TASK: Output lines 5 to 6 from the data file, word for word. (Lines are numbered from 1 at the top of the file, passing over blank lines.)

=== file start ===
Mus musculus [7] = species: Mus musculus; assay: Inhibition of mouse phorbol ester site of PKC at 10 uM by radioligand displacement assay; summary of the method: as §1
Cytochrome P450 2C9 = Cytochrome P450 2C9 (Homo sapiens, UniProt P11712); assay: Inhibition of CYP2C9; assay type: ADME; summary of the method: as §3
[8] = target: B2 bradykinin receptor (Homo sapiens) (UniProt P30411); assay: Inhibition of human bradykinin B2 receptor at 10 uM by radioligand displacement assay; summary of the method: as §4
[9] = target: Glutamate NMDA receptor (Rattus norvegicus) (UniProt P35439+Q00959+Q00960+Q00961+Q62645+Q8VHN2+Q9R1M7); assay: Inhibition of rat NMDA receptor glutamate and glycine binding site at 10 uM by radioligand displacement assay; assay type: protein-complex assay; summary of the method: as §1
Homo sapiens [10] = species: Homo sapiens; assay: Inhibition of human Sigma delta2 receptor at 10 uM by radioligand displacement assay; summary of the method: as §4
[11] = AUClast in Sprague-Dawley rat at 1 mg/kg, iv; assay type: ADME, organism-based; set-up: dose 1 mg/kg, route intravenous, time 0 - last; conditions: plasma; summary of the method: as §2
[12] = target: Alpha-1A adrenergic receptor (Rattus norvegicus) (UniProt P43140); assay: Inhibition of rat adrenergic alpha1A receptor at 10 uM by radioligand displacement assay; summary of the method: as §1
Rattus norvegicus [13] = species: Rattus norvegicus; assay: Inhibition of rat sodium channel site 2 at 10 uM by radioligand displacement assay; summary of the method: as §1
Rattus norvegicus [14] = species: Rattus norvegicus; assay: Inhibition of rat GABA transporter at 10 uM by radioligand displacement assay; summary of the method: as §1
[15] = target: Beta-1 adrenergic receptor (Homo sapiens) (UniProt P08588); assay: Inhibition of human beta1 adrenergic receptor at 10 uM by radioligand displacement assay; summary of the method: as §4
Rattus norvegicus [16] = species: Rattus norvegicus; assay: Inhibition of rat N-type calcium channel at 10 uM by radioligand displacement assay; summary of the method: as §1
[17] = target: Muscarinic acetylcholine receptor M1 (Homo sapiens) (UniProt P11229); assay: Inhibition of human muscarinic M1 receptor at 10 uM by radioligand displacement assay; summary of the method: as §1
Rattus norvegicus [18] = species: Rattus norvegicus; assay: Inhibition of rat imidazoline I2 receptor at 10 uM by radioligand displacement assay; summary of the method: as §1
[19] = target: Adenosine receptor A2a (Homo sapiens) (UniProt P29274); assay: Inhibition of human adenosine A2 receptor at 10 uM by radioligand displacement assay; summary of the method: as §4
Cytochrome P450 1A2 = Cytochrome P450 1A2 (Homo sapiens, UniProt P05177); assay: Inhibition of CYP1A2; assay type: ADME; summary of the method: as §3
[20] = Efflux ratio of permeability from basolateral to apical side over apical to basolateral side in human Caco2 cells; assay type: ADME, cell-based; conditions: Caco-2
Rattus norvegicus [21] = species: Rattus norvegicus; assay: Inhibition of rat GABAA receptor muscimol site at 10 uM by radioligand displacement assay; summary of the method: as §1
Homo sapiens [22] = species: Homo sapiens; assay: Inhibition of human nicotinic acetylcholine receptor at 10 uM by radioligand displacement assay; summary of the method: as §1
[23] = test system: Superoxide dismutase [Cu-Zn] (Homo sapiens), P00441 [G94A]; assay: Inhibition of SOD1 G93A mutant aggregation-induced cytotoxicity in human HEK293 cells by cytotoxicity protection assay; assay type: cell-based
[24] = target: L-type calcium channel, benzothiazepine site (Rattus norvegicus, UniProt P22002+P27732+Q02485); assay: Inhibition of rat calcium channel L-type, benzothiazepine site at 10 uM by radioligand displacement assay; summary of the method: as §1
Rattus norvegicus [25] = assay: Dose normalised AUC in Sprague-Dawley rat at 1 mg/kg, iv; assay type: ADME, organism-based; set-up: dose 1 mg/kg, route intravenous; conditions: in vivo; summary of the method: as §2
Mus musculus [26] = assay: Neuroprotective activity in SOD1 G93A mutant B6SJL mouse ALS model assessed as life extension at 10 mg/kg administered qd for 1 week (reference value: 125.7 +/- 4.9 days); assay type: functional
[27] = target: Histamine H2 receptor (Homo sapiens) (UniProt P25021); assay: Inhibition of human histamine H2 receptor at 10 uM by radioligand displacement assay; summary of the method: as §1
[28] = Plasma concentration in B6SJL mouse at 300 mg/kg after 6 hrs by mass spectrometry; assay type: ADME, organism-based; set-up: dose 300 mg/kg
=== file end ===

Homo sapiens [10] = species: Homo sapiens; assay: Inhibition of human Sigma delta2 receptor at 10 uM by radioligand displacement assay; summary of the method: as §4
[11] = AUClast in Sprague-Dawley rat at 1 mg/kg, iv; assay type: ADME, organism-based; set-up: dose 1 mg/kg, route intravenous, time 0 - last; conditions: plasma; summary of the method: as §2